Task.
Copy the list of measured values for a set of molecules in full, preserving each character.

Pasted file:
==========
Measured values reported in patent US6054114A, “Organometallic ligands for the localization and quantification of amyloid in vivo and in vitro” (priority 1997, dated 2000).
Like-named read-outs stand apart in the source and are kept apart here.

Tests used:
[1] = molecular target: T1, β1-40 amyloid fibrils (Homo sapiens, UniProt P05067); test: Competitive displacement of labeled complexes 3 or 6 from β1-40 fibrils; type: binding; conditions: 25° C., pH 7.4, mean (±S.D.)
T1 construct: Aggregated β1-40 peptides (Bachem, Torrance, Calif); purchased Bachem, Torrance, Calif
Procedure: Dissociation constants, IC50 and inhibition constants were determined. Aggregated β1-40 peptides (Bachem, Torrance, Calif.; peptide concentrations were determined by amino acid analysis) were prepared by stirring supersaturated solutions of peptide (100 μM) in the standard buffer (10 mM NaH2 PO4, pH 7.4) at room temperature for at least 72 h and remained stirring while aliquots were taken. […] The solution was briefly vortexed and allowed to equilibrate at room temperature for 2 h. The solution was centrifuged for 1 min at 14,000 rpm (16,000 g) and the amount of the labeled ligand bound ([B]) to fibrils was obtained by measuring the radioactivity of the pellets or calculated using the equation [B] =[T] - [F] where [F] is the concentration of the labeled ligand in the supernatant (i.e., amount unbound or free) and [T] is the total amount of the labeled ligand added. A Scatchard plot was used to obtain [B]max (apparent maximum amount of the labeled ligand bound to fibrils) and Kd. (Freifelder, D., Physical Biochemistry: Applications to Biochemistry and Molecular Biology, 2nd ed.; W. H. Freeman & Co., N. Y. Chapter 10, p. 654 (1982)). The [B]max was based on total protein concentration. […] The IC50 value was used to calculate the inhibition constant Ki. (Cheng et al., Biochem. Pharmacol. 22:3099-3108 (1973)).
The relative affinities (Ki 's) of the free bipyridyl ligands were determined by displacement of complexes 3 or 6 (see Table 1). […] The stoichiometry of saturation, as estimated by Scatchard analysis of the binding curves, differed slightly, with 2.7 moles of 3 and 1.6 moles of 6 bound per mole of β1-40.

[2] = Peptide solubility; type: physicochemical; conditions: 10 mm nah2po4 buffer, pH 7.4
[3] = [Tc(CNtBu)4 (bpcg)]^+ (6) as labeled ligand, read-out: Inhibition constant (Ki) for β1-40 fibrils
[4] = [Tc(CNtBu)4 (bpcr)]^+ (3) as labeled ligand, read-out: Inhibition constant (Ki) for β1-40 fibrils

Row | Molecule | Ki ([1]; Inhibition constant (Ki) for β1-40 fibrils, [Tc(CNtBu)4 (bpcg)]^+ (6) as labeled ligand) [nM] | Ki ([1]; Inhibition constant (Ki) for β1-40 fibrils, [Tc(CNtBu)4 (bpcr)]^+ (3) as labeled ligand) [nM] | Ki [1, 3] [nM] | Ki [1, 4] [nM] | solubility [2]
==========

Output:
Measured values reported in patent US6054114A, “Organometallic ligands for the localization and quantification of amyloid in vivo and in vitro” (priority 1997, dated 2000).
Like-named read-outs stand apart in the source and are kept apart here.

Tests used:
[1] = molecular target: T1, β1-40 amyloid fibrils (Homo sapiens, UniProt P05067); test: Competitive displacement of labeled complexes 3 or 6 from β1-40 fibrils; type: binding; conditions: 25° C., pH 7.4, mean (±S.D.)
T1 construct: Aggregated β1-40 peptides (Bachem, Torrance, Calif); purchased Bachem, Torrance, Calif
Procedure: Dissociation constants, IC50 and inhibition constants were determined. Aggregated β1-40 peptides (Bachem, Torrance, Calif.; peptide concentrations were determined by amino acid analysis) were prepared by stirring supersaturated solutions of peptide (100 μM) in the standard buffer (10 mM NaH2 PO4, pH 7.4) at room temperature for at least 72 h and remained stirring while aliquots were taken. […] The solution was briefly vortexed and allowed to equilibrate at room temperature for 2 h. The solution was centrifuged for 1 min at 14,000 rpm (16,000 g) and the amount of the labeled ligand bound ([B]) to fibrils was obtained by measuring the radioactivity of the pellets or calculated using the equation [B] =[T] - [F] where [F] is the concentration of the labeled ligand in the supernatant (i.e., amount unbound or free) and [T] is the total amount of the labeled ligand added. A Scatchard plot was used to obtain [B]max (apparent maximum amount of the labeled ligand bound to fibrils) and Kd. (Freifelder, D., Physical Biochemistry: Applications to Biochemistry and Molecular Biology, 2nd ed.; W. H. Freeman & Co., N. Y. Chapter 10, p. 654 (1982)). The [B]max was based on total protein concentration. […] The IC50 value was used to calculate the inhibition constant Ki. (Cheng et al., Biochem. Pharmacol. 22:3099-3108 (1973)).
The relative affinities (Ki 's) of the free bipyridyl ligands were determined by displacement of complexes 3 or 6 (see Table 1). […] The stoichiometry of saturation, as estimated by Scatchard analysis of the binding curves, differed slightly, with 2.7 moles of 3 and 1.6 moles of 6 bound per mole of β1-40.

[2] = Peptide solubility; type: physicochemical; conditions: 10 mm nah2po4 buffer, pH 7.4
[3] = [Tc(CNtBu)4 (bpcg)]^+ (6) as labeled ligand, read-out: Inhibition constant (Ki) for β1-40 fibrils
[4] = [Tc(CNtBu)4 (bpcr)]^+ (3) as labeled ligand, read-out: Inhibition constant (Ki) for β1-40 fibrils

Row | Molecule | Ki ([1]; Inhibition constant (Ki) for β1-40 fibrils, [Tc(CNtBu)4 (bpcg)]^+ (6) as labeled ligand) [nM] | Ki ([1]; Inhibition constant (Ki) for β1-40 fibrils, [Tc(CNtBu)4 (bpcr)]^+ (3) as labeled ligand) [nM] | Ki [1, 3] [nM] | Ki [1, 4] [nM] | solubility [2]